Drugs, Angioplasty Work the Same, Study Says

A large head-to-head comparison of angioplasty and clot-dissolving drugs for heart attack victims has ended in a draw.
The study, performed on more than 3,000 patients, found no difference in the death rate after treatment with the rival approaches at ordinary community hospitals.

The issue of which is better has been a hot topic among the nation’s heart specialists, and the latest report is unlikely to settle the debate.

During the past decade, clot-busting drugs such as TPA emerged as the front-line treatment for heart attacks, used on about 180,000 Americans at a cost of $350 million annually. If given soon enough, they can break up blockages in the heart’s arteries, preventing death or permanent damage.

But more recently, an approach called primary angioplasty has challenged the dominance of these drugs. Angioplasty is already a mainstay of treatment for clogged heart arteries. Doctors push a catheter into the artery and inflate a tiny balloon that squeezes open the blockage to restore blood flow.

In its new application, some doctors are performing angioplasty as an emergency procedure within an hour or two after the heart attack patient arrives at the emergency room.

Small studies at hospitals that specialize in this approach found that heart attack patients who undergo angioplasty have a 40 percent lower death rate than those who receive clot busters. However, many experts wondered if it would work so well at hospitals where doctors do the procedure less often.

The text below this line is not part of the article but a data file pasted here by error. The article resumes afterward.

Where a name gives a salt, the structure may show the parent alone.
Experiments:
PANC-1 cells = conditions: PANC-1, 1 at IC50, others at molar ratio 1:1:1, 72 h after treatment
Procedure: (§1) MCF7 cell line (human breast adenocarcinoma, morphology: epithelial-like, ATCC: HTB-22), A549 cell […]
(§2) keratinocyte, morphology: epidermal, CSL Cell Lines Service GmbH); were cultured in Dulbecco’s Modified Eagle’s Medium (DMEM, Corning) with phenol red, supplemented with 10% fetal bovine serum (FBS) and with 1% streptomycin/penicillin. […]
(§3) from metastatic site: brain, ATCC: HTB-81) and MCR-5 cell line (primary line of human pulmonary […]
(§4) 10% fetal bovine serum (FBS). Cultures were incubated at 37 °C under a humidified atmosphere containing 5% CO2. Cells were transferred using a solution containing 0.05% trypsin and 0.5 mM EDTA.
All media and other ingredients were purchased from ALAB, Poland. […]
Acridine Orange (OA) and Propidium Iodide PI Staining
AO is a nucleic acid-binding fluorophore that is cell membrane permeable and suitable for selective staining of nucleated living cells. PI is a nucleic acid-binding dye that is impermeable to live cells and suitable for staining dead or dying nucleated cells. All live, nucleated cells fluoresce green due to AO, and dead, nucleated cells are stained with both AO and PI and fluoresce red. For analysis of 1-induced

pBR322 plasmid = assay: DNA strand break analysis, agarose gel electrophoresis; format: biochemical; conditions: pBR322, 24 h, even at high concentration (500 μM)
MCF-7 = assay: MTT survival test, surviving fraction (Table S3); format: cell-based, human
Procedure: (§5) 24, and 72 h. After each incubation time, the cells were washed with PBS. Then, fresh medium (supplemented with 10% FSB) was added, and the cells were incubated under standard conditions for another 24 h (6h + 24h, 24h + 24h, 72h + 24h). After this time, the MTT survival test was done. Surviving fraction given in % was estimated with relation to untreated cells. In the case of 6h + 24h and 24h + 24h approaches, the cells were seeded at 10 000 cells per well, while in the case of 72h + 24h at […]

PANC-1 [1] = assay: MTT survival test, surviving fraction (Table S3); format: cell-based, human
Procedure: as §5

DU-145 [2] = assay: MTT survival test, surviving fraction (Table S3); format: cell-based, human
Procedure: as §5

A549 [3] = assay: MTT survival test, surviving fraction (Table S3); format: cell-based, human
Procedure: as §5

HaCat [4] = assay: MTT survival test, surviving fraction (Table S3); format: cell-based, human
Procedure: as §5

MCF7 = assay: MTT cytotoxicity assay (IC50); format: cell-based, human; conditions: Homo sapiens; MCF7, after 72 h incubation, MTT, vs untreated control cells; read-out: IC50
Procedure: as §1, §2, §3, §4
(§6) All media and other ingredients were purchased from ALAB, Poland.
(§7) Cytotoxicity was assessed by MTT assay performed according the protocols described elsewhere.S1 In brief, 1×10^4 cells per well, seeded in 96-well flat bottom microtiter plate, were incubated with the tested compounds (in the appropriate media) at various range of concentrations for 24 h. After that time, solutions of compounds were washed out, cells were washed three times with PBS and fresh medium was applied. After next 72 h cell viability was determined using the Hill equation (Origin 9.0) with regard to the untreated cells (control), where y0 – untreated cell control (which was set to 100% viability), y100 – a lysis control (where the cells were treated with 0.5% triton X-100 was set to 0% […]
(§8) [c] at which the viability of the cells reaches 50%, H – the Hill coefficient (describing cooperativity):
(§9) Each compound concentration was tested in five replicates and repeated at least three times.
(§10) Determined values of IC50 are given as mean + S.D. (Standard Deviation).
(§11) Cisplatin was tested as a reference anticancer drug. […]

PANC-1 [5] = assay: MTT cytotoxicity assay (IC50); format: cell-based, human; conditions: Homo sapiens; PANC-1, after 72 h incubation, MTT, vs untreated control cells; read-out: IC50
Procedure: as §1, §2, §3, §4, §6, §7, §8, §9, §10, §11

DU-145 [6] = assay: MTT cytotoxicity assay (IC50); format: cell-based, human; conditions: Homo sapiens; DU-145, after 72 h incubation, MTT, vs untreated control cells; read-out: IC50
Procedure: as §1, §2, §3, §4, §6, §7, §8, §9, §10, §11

The latest study, led by Dr. Nathan R. Every and colleagues from the University of Washington and the Veterans Administration Medical Center, was conducted at 19 Seattle-area hospitals, mostly smaller, community hospitals. It was published in today’s issue of the New England Journal of Medicine.

Fewer than 20 percent of U.S. hospitals perform angioplasties, and fewer still are set up to do them on an emergency basis.

“The bottom line is that in community hospitals, both of these treatments are effective and good,” Every said. “Right now, a lot of doctors and hospitals feel they should be doing primary angioplasty because it saves more lives. I’m not sure that’s true.”

The doctors followed 1,050 heart attack patients who got primary angioplasty and 2,095 who received clot-dissolving drugs between 1988 and 1994. The death rate during recovery in the hospital was 5.6 percent for those getting the drugs and 5.5 percent for the angioplasty patients.

The clot-dissolving drugs did hold one significant advantage: The cost of treatment was about $3,000 lower over three years of follow-up.

However, Dr. Cindy L. Grines of William Beaumont Hospital in Royal Oak, Mich., an advocate of primary angioplasty, contends the approach “has overwhelming advantages.”

Despite the latest study results, she said in an accompanying analysis in the journal, heart attack patients getting angioplasty are less likely to suffer strokes and new heart attacks or to die.

On the other hand, Drs. Richard A. Lange and L. David Hillis of the University of Texas Southwestern Medical Center argued that “the preferred treatment is the one that can be applied more quickly, safely and expertly.”

And for most patients, they said, that is clot-dissolving drugs.

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